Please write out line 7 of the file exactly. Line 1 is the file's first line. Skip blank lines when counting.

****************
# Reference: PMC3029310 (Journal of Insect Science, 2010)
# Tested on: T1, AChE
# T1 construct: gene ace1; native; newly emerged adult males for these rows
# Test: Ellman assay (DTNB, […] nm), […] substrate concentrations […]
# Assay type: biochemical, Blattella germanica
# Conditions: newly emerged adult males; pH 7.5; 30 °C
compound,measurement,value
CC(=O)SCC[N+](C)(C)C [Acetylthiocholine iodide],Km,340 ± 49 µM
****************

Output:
compound,measurement,value